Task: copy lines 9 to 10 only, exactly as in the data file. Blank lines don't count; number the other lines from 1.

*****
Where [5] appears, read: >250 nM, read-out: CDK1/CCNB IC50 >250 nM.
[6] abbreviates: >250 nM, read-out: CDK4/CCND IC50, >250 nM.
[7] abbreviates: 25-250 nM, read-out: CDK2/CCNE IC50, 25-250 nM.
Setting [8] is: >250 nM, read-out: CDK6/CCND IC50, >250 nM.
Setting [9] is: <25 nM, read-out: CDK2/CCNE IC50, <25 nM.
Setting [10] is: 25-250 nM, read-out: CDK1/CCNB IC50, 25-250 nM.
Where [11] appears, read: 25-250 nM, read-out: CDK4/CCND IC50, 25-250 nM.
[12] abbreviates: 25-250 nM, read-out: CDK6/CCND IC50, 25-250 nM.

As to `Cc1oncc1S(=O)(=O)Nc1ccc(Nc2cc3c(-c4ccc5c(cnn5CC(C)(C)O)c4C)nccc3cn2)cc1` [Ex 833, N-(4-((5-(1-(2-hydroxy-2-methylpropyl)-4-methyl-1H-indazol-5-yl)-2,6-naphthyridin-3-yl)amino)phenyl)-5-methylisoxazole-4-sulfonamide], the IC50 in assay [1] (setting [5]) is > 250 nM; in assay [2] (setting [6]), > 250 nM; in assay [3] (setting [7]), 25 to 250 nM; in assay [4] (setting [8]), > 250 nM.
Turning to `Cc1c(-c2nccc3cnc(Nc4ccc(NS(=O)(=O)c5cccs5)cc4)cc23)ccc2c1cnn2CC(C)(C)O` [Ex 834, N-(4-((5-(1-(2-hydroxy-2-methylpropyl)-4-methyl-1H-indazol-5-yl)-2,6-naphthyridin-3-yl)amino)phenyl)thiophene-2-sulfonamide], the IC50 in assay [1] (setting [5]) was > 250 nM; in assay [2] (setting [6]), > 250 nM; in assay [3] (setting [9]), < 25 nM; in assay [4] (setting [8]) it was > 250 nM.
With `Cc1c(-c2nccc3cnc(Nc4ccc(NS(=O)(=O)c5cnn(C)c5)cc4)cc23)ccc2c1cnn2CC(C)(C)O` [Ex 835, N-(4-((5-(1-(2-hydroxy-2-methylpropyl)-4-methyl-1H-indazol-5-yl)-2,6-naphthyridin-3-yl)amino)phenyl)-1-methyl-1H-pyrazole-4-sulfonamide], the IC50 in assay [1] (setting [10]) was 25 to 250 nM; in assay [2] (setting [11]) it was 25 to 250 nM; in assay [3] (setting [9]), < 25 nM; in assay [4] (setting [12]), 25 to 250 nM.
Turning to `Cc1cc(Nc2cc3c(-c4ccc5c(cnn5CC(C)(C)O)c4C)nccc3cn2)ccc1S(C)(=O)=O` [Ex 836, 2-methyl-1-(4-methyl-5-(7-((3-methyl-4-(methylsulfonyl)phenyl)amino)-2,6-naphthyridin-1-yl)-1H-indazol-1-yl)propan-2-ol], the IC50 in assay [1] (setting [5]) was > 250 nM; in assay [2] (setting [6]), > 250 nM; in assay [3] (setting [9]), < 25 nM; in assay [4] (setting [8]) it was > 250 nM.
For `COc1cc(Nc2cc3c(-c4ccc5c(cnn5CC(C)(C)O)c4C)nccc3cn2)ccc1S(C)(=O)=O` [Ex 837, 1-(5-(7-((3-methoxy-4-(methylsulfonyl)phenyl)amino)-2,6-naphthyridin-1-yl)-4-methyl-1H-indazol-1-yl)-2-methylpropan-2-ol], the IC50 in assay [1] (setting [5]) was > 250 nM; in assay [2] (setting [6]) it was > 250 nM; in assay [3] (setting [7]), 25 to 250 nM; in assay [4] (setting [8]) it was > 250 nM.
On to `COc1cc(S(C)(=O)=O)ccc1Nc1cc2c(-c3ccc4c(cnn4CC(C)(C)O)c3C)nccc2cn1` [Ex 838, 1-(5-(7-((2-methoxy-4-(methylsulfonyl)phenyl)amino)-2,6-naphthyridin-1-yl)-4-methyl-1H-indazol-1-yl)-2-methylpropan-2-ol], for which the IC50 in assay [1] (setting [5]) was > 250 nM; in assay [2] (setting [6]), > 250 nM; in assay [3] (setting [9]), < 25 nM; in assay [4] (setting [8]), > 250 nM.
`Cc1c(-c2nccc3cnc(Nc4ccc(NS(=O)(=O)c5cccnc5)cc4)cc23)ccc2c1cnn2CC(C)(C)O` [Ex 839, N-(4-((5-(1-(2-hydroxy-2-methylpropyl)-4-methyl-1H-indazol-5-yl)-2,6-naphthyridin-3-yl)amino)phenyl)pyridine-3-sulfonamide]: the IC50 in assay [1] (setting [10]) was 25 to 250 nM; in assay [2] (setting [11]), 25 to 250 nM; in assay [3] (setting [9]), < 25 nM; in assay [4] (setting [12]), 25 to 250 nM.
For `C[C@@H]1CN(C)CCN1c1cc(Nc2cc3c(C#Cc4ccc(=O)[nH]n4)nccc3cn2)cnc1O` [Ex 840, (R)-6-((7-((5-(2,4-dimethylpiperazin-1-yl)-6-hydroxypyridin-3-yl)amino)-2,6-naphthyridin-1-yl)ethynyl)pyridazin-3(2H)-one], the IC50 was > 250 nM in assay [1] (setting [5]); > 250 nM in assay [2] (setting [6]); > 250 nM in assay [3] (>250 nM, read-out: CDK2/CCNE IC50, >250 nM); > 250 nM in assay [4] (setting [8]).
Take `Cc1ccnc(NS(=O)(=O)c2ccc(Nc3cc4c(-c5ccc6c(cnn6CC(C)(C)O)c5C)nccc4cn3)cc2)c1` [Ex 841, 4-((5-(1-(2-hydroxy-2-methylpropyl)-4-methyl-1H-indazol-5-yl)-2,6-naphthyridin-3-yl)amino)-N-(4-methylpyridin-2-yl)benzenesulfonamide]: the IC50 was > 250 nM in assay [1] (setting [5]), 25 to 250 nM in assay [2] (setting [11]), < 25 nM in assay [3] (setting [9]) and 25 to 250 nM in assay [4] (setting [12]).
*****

As to `Cc1oncc1S(=O)(=O)Nc1ccc(Nc2cc3c(-c4ccc5c(cnn5CC(C)(C)O)c4C)nccc3cn2)cc1` [Ex 833, N-(4-((5-(1-(2-hydroxy-2-methylpropyl)-4-methyl-1H-indazol-5-yl)-2,6-naphthyridin-3-yl)amino)phenyl)-5-methylisoxazole-4-sulfonamide], the IC50 in assay [1] (setting [5]) is > 250 nM; in assay [2] (setting [6]), > 250 nM; in assay [3] (setting [7]), 25 to 250 nM; in assay [4] (setting [8]), > 250 nM.
Turning to `Cc1c(-c2nccc3cnc(Nc4ccc(NS(=O)(=O)c5cccs5)cc4)cc23)ccc2c1cnn2CC(C)(C)O` [Ex 834, N-(4-((5-(1-(2-hydroxy-2-methylpropyl)-4-methyl-1H-indazol-5-yl)-2,6-naphthyridin-3-yl)amino)phenyl)thiophene-2-sulfonamide], the IC50 in assay [1] (setting [5]) was > 250 nM; in assay [2] (setting [6]), > 250 nM; in assay [3] (setting [9]), < 25 nM; in assay [4] (setting [8]) it was > 250 nM.